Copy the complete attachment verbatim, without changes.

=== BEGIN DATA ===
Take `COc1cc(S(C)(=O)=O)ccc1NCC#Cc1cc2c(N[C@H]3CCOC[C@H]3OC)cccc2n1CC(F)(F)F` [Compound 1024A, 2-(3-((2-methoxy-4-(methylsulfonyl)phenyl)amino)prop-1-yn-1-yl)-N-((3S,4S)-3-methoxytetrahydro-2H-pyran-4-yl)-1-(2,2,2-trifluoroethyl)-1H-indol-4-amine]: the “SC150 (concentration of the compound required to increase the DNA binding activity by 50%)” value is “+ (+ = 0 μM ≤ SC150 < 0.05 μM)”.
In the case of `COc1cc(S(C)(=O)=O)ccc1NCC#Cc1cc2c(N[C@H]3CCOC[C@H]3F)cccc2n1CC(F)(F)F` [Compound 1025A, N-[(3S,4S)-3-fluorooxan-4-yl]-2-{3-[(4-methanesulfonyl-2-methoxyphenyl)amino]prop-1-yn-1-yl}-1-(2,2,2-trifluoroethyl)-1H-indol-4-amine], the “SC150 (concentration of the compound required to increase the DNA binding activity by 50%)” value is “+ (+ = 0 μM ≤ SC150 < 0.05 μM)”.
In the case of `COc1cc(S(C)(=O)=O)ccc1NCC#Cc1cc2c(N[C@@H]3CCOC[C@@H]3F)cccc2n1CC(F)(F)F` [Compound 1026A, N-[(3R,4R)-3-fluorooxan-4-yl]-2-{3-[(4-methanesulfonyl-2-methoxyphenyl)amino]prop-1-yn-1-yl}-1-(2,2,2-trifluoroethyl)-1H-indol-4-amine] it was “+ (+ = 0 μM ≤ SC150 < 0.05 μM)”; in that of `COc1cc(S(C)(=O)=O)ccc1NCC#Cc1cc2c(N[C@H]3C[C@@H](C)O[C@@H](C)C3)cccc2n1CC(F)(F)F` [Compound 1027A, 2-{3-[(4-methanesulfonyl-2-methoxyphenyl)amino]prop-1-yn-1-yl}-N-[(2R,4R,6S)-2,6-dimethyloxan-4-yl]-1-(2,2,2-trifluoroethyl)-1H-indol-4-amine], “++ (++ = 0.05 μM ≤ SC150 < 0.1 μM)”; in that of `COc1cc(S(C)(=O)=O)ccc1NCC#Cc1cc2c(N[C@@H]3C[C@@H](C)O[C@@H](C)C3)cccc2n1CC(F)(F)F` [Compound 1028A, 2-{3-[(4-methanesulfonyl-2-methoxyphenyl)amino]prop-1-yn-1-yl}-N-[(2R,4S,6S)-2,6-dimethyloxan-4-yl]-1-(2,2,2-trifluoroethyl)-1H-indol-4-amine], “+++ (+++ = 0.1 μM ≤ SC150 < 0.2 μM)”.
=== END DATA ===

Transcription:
Take `COc1cc(S(C)(=O)=O)ccc1NCC#Cc1cc2c(N[C@H]3CCOC[C@H]3OC)cccc2n1CC(F)(F)F` [Compound 1024A, 2-(3-((2-methoxy-4-(methylsulfonyl)phenyl)amino)prop-1-yn-1-yl)-N-((3S,4S)-3-methoxytetrahydro-2H-pyran-4-yl)-1-(2,2,2-trifluoroethyl)-1H-indol-4-amine]: the “SC150 (concentration of the compound required to increase the DNA binding activity by 50%)” value is “+ (+ = 0 μM ≤ SC150 < 0.05 μM)”.
In the case of `COc1cc(S(C)(=O)=O)ccc1NCC#Cc1cc2c(N[C@H]3CCOC[C@H]3F)cccc2n1CC(F)(F)F` [Compound 1025A, N-[(3S,4S)-3-fluorooxan-4-yl]-2-{3-[(4-methanesulfonyl-2-methoxyphenyl)amino]prop-1-yn-1-yl}-1-(2,2,2-trifluoroethyl)-1H-indol-4-amine], the “SC150 (concentration of the compound required to increase the DNA binding activity by 50%)” value is “+ (+ = 0 μM ≤ SC150 < 0.05 μM)”.
In the case of `COc1cc(S(C)(=O)=O)ccc1NCC#Cc1cc2c(N[C@@H]3CCOC[C@@H]3F)cccc2n1CC(F)(F)F` [Compound 1026A, N-[(3R,4R)-3-fluorooxan-4-yl]-2-{3-[(4-methanesulfonyl-2-methoxyphenyl)amino]prop-1-yn-1-yl}-1-(2,2,2-trifluoroethyl)-1H-indol-4-amine] it was “+ (+ = 0 μM ≤ SC150 < 0.05 μM)”; in that of `COc1cc(S(C)(=O)=O)ccc1NCC#Cc1cc2c(N[C@H]3C[C@@H](C)O[C@@H](C)C3)cccc2n1CC(F)(F)F` [Compound 1027A, 2-{3-[(4-methanesulfonyl-2-methoxyphenyl)amino]prop-1-yn-1-yl}-N-[(2R,4R,6S)-2,6-dimethyloxan-4-yl]-1-(2,2,2-trifluoroethyl)-1H-indol-4-amine], “++ (++ = 0.05 μM ≤ SC150 < 0.1 μM)”; in that of `COc1cc(S(C)(=O)=O)ccc1NCC#Cc1cc2c(N[C@@H]3C[C@@H](C)O[C@@H](C)C3)cccc2n1CC(F)(F)F` [Compound 1028A, 2-{3-[(4-methanesulfonyl-2-methoxyphenyl)amino]prop-1-yn-1-yl}-N-[(2R,4S,6S)-2,6-dimethyloxan-4-yl]-1-(2,2,2-trifluoroethyl)-1H-indol-4-amine], “+++ (+++ = 0.1 μM ≤ SC150 < 0.2 μM)”.